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UNLABELLED - Development and pilot testing of a disease management program for low literacy patients with heart failure.
BACKGROUND - Randomized trials have shown that disease management programs can reduce hospitalizations and improve symptoms for patients with congestive heart failure. We sought to create and pilot test such a program for patients with low literacy skills.
METHODS - We used focus groups and individual cognitive response interviews (CRIs) to develop an educational booklet for low literacy patients with heart failure. We incorporated the booklet into a disease management intervention that also included an initial individualized 1-h educational session and scheduled supportive phone calls that were tapered over 6 weeks. We then conducted a 3-month before-after study on patients with low literacy skills (<9th grade literacy level) in a university internal medicine clinic to test the acceptability and efficacy of our program. Outcomes of interest included heart failure-related knowledge, self-care behavior and heart failure-related symptoms measured on the Minnesota Living with Heart Failure (MLwHF) scale.
RESULTS - Twenty-five patients were enrolled and 23 (92%) completed 3-month follow-up. Mean age was 60 years (range 35-74), 60% were men, 60% were African-American, and 74% had household income under $15,000 per year. The median reading level was fifth grade with 32% reading at or below the third grade level. Mean knowledge score at baseline was 67% and did not improve after the intervention. The proportion of patients reporting weighing themselves daily increased from 32% at baseline to 100% at 12 weeks. Mean improvement on the MLwHF scale was 9.9 points over the 3-month trial (95% CI: 0.5, 19.2), which corresponds to an improvement in one class on the New York Heart Association heart failure scale.
CONCLUSION - A heart failure disease management program designed specifically for patients with low literacy skills is acceptable and is associated with improvement in self-care behavior and heart failure related symptoms.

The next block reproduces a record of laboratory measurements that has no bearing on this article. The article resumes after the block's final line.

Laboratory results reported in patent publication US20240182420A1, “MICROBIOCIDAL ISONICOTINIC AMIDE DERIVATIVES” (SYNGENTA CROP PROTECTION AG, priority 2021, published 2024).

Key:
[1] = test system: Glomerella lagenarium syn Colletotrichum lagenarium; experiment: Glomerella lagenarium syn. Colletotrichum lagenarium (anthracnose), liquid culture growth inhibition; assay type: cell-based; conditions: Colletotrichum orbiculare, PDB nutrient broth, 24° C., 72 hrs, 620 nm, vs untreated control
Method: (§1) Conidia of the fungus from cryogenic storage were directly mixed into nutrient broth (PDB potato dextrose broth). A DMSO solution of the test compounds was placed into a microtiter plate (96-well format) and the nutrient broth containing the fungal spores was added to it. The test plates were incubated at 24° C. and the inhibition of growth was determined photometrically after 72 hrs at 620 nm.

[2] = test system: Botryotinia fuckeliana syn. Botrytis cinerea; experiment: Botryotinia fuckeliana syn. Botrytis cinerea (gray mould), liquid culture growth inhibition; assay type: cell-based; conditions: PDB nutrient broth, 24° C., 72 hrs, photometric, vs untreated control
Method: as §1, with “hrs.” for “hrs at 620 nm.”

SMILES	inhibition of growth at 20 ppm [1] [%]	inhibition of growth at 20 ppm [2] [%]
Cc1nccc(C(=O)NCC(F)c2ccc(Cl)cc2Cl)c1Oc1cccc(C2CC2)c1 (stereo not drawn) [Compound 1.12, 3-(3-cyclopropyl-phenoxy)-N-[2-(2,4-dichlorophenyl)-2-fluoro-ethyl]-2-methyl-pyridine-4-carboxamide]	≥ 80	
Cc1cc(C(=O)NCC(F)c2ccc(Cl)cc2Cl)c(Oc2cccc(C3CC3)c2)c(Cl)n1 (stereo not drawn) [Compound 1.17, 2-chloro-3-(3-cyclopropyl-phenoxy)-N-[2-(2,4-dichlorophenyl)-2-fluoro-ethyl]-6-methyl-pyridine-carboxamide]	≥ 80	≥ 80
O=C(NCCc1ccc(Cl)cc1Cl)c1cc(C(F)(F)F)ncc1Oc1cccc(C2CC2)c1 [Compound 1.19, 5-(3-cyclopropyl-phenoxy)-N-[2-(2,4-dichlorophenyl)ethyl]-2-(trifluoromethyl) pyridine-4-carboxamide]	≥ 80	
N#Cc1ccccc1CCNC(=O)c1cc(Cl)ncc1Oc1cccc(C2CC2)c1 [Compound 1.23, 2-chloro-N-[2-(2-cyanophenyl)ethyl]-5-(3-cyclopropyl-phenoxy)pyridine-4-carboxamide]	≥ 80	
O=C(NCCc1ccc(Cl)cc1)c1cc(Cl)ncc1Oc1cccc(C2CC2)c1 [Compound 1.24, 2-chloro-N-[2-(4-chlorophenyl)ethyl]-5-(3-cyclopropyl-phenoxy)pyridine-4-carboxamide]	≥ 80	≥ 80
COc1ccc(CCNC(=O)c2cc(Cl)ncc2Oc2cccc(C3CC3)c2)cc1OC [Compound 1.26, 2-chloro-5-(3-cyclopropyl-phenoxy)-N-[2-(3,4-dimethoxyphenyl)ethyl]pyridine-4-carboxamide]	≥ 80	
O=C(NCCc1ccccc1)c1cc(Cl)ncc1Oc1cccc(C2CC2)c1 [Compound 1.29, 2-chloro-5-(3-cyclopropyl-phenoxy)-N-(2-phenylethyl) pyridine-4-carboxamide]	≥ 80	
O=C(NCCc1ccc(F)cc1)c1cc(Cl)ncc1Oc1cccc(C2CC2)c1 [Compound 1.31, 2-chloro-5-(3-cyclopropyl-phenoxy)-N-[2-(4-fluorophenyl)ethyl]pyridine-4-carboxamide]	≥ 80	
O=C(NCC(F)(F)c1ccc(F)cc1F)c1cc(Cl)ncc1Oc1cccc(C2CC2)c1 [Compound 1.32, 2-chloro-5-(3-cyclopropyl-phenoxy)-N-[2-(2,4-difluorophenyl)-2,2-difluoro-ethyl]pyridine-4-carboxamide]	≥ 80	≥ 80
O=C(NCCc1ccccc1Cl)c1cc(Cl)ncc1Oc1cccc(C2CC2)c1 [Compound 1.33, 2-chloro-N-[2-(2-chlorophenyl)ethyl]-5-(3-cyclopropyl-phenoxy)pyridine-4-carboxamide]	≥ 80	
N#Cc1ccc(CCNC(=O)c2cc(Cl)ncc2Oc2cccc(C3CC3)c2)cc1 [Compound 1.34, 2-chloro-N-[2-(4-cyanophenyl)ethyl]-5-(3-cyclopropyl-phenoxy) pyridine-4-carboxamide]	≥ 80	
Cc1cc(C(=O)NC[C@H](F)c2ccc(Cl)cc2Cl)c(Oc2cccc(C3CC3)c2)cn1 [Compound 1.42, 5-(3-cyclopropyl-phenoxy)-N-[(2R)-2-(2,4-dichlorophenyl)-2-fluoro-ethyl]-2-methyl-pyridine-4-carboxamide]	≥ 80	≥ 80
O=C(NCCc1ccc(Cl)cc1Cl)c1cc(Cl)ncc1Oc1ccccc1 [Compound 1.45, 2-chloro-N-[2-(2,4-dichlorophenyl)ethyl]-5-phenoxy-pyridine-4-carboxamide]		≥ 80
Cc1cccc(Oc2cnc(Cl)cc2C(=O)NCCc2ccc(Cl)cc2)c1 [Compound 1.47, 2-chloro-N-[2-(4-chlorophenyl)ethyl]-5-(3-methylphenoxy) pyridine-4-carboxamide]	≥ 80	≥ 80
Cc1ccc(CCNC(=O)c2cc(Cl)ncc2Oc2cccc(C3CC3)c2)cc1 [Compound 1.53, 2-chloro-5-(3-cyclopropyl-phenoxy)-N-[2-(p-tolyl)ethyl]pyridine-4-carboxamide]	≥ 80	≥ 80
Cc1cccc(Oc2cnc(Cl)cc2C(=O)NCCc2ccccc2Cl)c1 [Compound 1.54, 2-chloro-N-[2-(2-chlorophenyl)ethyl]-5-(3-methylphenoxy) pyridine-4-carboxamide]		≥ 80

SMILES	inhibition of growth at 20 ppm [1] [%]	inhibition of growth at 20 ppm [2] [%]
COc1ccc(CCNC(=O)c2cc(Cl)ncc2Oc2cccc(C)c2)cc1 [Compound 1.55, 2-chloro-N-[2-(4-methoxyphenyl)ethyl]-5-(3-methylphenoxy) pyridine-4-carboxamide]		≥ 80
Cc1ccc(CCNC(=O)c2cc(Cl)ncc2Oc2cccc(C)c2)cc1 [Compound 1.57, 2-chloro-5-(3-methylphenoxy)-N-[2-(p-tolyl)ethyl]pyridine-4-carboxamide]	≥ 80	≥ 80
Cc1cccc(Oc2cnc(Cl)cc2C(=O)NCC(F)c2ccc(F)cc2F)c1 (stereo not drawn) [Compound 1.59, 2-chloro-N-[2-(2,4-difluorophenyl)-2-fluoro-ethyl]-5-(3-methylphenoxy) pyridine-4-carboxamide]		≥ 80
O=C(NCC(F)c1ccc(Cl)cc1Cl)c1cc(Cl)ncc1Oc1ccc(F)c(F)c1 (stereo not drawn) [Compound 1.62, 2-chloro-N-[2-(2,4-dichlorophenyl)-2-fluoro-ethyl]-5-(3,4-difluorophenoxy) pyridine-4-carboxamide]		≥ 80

PURPOSE - This study examined the role of literacy in patients with poorly controlled diabetes who were participating in a diabetes management program that included low-literacy-oriented interventions.
METHODS - A before-after analysis was performed of a pharmacist-led diabetes management program for 159 patients with type 2 diabetes and poor glycemic control (hemoglobin A1c [A1C] > or = 8.0%). Clinic-based pharmacists offered one-to-one education and medication management for these patients using techniques that did not require high literacy. Literacy was measured by the Rapid Estimate of Adult Literacy in Medicine (REALM) test and dichotomized at the 6th-grade level. The A1C values were collected prior to enrollment, at enrollment, and approximately 6 months after enrollment.
RESULTS - Of the 111 patients with follow-up data, 55% had literacy levels at the 6th-grade level or below. Lower literacy was more common among African Americans, older patients, and patients who required medication assistance. There was no significant relationship between literacy status and A1C prior to enrollment or at enrollment. Over the 6-month study period, patients with low and high literacy had similar improvements in A1C.
CONCLUSIONS - This diabetes care program, which used individualized teaching with low-literacy techniques, significantly improved A1C values independent of literacy status.
Family caregivers, although uncompensated, provide daily care for more than 75% of the older adults who are dependent on home care technologies such as home enteral nutrition. The high complication rates and poor outcomes seen in older adults suggest that being an effective caregiver requires specialized training in home care technologies, and dietitians need to be more actively involved in discharge planning and follow-up home care. The level of knowledge and skill mastery required for technology-dependent care, along with the chronic, intensive nature of family caregiving and the disruptions in caregivers' daily lives, lead to negative emotional and physical consequences that may interfere with caregivers' ability to do caregiving well. Recognizing that care recipients and caregivers are underserved populations, dietitians should develop their professional competencies and expand their roles in technology-dependent home care. Dietitians can thereby contribute to better outcomes for both family caregivers and older home care recipients.